More self-induced Anglican turmoil

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It may be because I’m sick, but I find myself much less patient with the current turmoil in the Anglican communion, and indeed, in darker moments I wonder at the wisdom of remaining in the church (indeed, if I was not sure that it was the place God wanted me to be for reasons best known to God, I’d be somewhere else, which is what I’d currently far prefer).

The man pictured above is the Bishop of New Hampshire (a diocese in the US Episcopal Church), the Rt Rev’d Gene Robinson. Bishop Robinson is a gay man in an open relationship with another man. The diocesan electors of the Diocese of New Hampshire knew this when they elected him – he was canonically elected. The Diocese of New Hampshire is canonically part of the Episcopal Church, which is in communion with the Archbishop of Canterbury. His election was confirmed by the synodical processes of the Episcopal Church – though not without controversy. He was canonically confirmed. He was consecrated in accordance with the requisite canons of the Episcopal Church (though, again, not without controversy). He is thus, according to the standards used in the Anglican Communion, a diocesan bishop, and would normally receive an invitation to attend the Lambeth Conference of bishops of the Anglican Communion. However, it appears that the convenor of the Lambeth Conference, the Most Rev’d Rowan Williams, the Archbishop of Canterbury, has decided not to invite him to the Conference, because to do so would “ignore the very substantial and very widespread objections in many parts of the communion to his consecration and to his ministry.”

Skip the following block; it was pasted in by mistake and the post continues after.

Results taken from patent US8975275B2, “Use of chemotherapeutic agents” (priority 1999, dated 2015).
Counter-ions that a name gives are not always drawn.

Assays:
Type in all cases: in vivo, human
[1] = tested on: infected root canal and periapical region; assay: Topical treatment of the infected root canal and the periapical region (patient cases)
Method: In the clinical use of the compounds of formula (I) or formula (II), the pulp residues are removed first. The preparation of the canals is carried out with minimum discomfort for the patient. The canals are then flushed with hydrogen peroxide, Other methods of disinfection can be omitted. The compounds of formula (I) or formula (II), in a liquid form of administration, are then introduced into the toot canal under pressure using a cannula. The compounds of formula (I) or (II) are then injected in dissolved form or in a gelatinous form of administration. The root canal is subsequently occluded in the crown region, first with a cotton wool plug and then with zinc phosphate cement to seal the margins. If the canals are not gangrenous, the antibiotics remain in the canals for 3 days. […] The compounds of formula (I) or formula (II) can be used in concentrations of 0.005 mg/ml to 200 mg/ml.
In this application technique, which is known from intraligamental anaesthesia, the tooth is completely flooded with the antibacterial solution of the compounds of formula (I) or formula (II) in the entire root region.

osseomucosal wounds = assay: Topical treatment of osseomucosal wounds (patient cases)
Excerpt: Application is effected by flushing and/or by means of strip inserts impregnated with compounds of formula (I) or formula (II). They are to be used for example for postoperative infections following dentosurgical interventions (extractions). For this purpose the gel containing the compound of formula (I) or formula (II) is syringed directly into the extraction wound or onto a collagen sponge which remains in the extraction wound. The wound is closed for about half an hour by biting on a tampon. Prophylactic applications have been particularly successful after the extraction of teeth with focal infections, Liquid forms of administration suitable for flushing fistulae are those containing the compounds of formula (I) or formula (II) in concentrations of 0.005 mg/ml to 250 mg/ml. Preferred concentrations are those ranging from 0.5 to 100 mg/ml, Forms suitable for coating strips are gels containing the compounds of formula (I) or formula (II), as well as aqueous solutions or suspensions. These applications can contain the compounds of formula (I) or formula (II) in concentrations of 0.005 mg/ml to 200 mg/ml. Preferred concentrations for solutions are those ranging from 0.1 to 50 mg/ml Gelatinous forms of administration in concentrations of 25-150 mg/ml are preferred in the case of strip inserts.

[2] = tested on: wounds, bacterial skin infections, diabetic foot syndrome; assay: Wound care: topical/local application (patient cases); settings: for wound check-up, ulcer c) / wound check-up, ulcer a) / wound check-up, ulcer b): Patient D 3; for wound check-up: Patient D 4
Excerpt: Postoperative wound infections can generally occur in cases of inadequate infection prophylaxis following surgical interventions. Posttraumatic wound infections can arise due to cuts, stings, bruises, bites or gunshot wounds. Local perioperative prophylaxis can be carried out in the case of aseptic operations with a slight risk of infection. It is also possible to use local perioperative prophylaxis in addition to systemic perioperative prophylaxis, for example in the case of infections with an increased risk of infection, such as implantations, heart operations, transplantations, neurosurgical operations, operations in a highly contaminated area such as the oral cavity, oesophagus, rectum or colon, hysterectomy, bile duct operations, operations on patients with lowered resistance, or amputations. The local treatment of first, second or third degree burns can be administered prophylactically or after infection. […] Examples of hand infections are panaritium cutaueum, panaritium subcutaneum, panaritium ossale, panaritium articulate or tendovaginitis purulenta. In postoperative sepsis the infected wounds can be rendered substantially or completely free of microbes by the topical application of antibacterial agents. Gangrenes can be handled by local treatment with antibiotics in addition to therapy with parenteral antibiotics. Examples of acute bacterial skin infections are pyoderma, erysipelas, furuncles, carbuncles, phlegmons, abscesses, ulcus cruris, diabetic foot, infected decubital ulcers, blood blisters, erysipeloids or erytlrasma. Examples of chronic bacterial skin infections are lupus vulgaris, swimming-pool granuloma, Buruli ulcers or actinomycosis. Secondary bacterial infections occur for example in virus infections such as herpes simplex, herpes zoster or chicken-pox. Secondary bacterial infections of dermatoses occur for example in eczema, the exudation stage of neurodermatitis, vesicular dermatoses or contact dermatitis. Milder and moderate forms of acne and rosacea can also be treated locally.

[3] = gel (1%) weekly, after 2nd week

My understanding of this action, which I find pretty hurtful, given the avowed (but ultimately and in reality fictional) commitment of the Communion to listen to the experience of gay people, is that it was undertaken to make it possible for other bishops to attend – bishops who would boycott the Conference if Robinson attended. Well, we know who the real people are, don’t we!

I continue to pray for a way through this mess. God’s love isn’t being allowed to shine through in the situation, and the murky and unworthy political games are obscuring both it and Christian charity.

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